These include the EIP-2565, which seeks to reduce the cost of ModExp precompilation, which will help calculate gas costs; EIP-2929, a proposal to “increase” certain gas costs; EIP-2718, which introduces a new transaction module; and finally EIP-2930, which contains a transaction type with optional access lists.
To facilitate the upcoming transition, Ethereum node operators have been advised to upgrade their operations to nodes that are compatible with Berlin before 7 April. Exchanges, wallet service providers and Ether token holders are not required to make any modifications to their end.
Will “Berlin” help ease the growing pain of Ether?
Cointelegraph spoke with Maxim Blagov, CEO of Enjin, a blockchain-based gaming system and DApp ecosystem, to get a better idea of whether the Berlin upgrade really shakes the Ethereum ecosystem and helps alleviate many of its existing problems. In his view, the Berlin update is an important step towards creating a better user environment on the Ethereum platform, in particular as regards the estimation of gas costs, and adds:
“We cannot assume that this will have a significant impact on the price per transaction.” Deep structural changes will be needed to bring Ethereum in line with user expectations. Newcomers to the NFT market often expect free instant transactions, and unfortunately nothing like this will be achievable in the current state of Etherea. “
“Winston,” the moderator of Harvest Finance’s revenue aggregator, told Cointelegraph that he saw no major fee cuts due to Berling’s upcoming update, adding: “There are several EIPs that can help users save on gas, but there is also EIP-2929, which in fact, it increases the fees for some transactions. “
Hao believes that while the upcoming update may generally help reduce gas charges, the community will begin to see more satisfactory solutions to Etherea’s problems in the medium term. He added that while Berlin may be able to temporarily alleviate gas charging problems, it will not be able to address long-term network scalability issues.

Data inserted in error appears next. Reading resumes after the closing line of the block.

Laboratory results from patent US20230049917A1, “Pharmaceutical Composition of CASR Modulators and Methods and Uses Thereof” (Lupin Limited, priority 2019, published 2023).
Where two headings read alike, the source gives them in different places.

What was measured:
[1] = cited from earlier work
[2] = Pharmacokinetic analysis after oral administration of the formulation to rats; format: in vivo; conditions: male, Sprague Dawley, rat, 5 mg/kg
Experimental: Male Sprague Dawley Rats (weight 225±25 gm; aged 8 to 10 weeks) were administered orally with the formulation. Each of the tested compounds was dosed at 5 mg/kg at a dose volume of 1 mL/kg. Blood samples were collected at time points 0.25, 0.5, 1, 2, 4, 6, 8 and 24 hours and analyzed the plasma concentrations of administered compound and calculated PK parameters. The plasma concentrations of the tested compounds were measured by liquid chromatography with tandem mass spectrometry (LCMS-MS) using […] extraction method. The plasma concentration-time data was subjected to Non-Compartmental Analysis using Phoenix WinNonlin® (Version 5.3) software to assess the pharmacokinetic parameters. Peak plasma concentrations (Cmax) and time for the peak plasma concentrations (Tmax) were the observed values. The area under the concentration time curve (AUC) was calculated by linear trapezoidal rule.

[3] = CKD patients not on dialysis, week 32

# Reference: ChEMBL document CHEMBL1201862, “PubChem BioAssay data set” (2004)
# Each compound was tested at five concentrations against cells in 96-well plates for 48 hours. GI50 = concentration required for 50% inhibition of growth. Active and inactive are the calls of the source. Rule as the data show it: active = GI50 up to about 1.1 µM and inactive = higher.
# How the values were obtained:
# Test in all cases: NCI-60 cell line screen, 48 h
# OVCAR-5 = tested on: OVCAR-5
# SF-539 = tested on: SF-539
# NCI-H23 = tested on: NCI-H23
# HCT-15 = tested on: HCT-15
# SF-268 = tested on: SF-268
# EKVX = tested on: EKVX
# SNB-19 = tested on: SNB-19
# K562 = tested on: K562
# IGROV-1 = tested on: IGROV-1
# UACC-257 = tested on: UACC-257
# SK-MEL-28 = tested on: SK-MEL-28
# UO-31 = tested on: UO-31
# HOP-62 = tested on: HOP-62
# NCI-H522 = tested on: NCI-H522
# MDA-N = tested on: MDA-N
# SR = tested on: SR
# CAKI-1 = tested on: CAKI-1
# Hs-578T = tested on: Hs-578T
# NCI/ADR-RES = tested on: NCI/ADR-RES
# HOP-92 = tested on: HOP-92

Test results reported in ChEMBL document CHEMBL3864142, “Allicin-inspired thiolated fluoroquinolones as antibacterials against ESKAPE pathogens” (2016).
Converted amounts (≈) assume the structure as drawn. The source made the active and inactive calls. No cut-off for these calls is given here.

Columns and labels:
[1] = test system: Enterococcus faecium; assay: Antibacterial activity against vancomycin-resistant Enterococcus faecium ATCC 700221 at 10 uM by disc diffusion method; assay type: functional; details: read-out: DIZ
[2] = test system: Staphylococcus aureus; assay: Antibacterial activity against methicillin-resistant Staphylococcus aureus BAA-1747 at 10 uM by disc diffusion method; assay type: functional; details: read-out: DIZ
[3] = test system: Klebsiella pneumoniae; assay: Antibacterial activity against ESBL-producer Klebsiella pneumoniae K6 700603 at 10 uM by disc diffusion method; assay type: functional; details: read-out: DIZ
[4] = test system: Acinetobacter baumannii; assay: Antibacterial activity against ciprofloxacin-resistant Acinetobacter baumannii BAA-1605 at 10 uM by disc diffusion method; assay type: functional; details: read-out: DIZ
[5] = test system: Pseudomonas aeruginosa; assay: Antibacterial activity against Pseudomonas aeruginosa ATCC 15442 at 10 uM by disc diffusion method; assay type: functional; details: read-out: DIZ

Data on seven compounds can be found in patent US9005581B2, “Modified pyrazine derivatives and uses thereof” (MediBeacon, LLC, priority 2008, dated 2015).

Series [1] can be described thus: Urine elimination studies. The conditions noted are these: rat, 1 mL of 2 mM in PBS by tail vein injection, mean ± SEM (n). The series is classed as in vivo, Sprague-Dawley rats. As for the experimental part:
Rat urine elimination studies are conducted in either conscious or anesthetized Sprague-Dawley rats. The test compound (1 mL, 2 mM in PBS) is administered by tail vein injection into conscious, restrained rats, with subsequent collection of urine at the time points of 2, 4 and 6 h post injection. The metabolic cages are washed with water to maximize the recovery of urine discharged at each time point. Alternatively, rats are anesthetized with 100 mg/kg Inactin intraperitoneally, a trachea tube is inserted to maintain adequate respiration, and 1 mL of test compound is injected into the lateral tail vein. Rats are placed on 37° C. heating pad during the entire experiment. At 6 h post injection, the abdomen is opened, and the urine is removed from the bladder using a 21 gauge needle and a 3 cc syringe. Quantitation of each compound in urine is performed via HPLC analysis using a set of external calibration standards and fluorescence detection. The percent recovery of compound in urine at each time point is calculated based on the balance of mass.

In his view, Ethereum will have to work on incorporating rollups and other second-layer scaling solutions, such as Polygon, to provide a meaningful and sustainable medium-term solution to its problems, while Ethereum 2.0 is fully deployed.
However, O’Holleran said on this issue that the upcoming upgrade is relatively robust and holistic in its outlook, and in combination with the EIP-1559 is an effort to reduce and anticipate fees:
“Miners will gradually be paid less time, but this will make Ethereum more usable and increase the value of the network, which will ultimately be a victory for miners and developers alike.”
EIP-1559 and others
The most anticipated upgrade to the Ethereum network – EIP-1559 – is criticized to go live sometime in July. The design will be packaged with a “London” hard fort and will seek to address a number of issues with the Ethereum user experience. For starters, it will look like redirecting the native Ethereum gas charge to the network itself instead of the miners. This charge will then be incinerated, allowing a gradual reduction in the total ETH stock.
On paper, the upgrade seems like a welcome change, but the pay ratios are expected to fall by an incredible 50%, something that has angered the Ethereum mining community so much that many have even advocated demonstrative network takeover – potentially compromising network security.
So with all these steps to address the fees issue that are on the table, it remains to be seen how the Ethereum network can handle the growing demand and whether it can quickly deliver a solution that everyone welcomes.